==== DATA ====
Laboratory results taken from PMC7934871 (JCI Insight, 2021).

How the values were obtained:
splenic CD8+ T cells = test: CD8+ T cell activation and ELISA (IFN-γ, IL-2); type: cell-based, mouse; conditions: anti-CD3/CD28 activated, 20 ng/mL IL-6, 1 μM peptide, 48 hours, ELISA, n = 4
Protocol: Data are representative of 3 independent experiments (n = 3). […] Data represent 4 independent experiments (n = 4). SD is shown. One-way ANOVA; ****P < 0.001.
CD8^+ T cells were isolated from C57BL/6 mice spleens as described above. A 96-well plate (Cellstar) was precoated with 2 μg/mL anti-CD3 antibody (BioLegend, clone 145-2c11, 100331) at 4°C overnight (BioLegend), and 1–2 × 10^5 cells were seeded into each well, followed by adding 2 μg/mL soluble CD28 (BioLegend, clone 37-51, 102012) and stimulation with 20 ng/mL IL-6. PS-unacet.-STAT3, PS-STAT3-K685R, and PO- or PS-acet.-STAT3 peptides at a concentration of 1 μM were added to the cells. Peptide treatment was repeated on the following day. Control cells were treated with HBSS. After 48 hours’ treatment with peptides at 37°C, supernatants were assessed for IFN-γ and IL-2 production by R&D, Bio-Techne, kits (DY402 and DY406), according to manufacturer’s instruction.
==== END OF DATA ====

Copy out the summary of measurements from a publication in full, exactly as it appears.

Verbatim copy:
Laboratory results taken from PMC7934871 (JCI Insight, 2021).

How the values were obtained:
splenic CD8+ T cells = test: CD8+ T cell activation and ELISA (IFN-γ, IL-2); type: cell-based, mouse; conditions: anti-CD3/CD28 activated, 20 ng/mL IL-6, 1 μM peptide, 48 hours, ELISA, n = 4
Protocol: Data are representative of 3 independent experiments (n = 3). […] Data represent 4 independent experiments (n = 4). SD is shown. One-way ANOVA; ****P < 0.001.
CD8^+ T cells were isolated from C57BL/6 mice spleens as described above. A 96-well plate (Cellstar) was precoated with 2 μg/mL anti-CD3 antibody (BioLegend, clone 145-2c11, 100331) at 4°C overnight (BioLegend), and 1–2 × 10^5 cells were seeded into each well, followed by adding 2 μg/mL soluble CD28 (BioLegend, clone 37-51, 102012) and stimulation with 20 ng/mL IL-6. PS-unacet.-STAT3, PS-STAT3-K685R, and PO- or PS-acet.-STAT3 peptides at a concentration of 1 μM were added to the cells. Peptide treatment was repeated on the following day. Control cells were treated with HBSS. After 48 hours’ treatment with peptides at 37°C, supernatants were assessed for IFN-γ and IL-2 production by R&D, Bio-Techne, kits (DY402 and DY406), according to manufacturer’s instruction.